Tobias Engelmeier, founder of Bridge to India, a solar-market consultancy, says Modi’s ambition has “changed the conversation” about India’s solar potential. But what happens next, will depend only in part on what renewable energy strategy Modi can devise from within the central government. The ultimate driver could be India’s unmet demand for electricity. A quarter of India’s population is not connected to the power grid, and electricity supply is chronically short for those who are.

Modi has said that India had to “make a quantum leap in energy production,” and he said solar could deliver with its rapid construction rates and crashing prices—from 20 rupees (32 cents) per kilowatt-hour to less than seven rupees over the last three years.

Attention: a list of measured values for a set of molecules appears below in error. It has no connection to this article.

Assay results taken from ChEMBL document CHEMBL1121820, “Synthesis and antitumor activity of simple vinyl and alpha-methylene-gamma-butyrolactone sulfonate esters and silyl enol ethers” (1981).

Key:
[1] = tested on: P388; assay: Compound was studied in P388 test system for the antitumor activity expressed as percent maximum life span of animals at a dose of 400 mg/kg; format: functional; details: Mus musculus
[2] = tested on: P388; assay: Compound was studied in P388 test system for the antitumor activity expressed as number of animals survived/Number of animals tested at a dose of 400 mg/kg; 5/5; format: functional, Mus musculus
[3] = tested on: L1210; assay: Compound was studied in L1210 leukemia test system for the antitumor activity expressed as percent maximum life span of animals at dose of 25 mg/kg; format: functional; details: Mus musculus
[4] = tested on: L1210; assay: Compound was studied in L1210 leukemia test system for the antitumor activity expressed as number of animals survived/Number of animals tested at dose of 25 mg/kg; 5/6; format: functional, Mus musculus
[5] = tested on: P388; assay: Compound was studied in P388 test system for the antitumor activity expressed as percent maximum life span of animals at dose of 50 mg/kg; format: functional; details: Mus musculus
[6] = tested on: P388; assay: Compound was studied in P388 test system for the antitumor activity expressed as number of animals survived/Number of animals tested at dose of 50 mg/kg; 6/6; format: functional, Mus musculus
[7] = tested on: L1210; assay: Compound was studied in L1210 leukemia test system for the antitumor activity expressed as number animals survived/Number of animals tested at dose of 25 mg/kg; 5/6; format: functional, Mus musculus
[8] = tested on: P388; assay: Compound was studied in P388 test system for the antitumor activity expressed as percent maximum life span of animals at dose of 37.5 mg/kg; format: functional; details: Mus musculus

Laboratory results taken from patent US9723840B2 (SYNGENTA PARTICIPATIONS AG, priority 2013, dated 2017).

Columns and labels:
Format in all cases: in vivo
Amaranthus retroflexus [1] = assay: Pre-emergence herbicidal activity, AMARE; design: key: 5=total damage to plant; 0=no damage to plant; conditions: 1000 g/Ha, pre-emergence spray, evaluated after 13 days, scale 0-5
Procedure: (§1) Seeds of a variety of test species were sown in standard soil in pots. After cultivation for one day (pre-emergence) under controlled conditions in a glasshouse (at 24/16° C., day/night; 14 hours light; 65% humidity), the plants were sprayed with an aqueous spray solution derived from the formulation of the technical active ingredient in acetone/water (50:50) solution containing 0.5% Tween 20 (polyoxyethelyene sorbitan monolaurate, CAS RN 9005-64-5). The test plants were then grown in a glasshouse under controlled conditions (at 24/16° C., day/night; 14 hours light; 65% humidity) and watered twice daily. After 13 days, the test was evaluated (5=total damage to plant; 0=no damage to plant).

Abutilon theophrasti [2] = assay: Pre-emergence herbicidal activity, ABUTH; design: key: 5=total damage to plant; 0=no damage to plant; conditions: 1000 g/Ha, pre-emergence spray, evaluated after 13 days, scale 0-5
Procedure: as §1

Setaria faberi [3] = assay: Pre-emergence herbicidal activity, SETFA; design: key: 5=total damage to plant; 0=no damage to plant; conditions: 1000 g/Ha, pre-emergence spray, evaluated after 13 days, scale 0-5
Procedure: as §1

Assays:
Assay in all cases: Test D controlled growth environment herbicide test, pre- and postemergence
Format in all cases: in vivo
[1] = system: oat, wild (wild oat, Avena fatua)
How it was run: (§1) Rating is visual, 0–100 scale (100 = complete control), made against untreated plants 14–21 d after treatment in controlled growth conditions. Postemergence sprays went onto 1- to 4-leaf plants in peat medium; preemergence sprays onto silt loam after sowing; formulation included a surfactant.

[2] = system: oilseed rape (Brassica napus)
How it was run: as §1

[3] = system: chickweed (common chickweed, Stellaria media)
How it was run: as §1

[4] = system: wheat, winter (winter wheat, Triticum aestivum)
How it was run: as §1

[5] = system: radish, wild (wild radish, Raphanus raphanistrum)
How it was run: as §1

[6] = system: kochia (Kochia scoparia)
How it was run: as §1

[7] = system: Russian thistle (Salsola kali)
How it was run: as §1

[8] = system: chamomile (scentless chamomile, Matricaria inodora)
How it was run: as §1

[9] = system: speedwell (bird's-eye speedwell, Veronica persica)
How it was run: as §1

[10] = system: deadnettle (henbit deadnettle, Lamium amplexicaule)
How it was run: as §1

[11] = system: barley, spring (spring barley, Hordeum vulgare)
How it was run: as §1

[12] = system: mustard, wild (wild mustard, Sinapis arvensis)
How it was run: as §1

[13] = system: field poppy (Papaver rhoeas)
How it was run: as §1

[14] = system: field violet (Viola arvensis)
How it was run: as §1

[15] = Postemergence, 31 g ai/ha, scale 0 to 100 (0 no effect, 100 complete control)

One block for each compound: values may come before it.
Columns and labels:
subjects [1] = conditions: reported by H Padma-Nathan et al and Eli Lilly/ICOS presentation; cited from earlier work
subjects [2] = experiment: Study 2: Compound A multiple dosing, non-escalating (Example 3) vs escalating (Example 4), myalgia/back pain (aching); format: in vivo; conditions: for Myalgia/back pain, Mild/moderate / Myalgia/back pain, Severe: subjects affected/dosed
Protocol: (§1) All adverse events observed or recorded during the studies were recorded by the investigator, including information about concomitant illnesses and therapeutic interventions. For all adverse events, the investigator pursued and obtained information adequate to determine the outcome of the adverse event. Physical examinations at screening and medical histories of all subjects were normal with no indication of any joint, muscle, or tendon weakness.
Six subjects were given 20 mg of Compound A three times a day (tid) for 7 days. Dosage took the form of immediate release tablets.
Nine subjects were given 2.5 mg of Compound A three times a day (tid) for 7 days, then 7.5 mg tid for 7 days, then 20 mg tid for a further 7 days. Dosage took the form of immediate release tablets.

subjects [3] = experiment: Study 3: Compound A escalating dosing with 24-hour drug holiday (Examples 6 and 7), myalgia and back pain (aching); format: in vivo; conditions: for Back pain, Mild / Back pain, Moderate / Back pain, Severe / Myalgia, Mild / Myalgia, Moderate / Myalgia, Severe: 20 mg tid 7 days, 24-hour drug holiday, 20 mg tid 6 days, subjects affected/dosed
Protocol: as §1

In some Indian states, renewable energy can compete with fossil fuels even without the benefit of any subsidies, at least for commercial and industrial consumers, who pay the highest rates in India. Industrial firms normally pay 10 rupees or more per kilowatt-hour for grid power, but solar developers there are selling their power at a profit for eight rupees per kilowatt-hour.

Engelmeier’s firm reported in November 2014 that even rooftop installations, which cost more to install, now match or beat the grid rates for commercial and industrial consumers in one out of four Indian states, with rates of about eight rupees per kilowatt-hour. Between 2012 and 2014, solar capacity increased from 461 megawatts to over three gigawatts in India, and Engelmeier projects that developers will add up to two more gigawatts this year. An increasing number of states, including Rajasthan, Gujarat, and Andhra Pradesh, are leasing public lands for solar parks. This eliminates the need for solar developers to work through India’s complex land registries to support their own solar farm.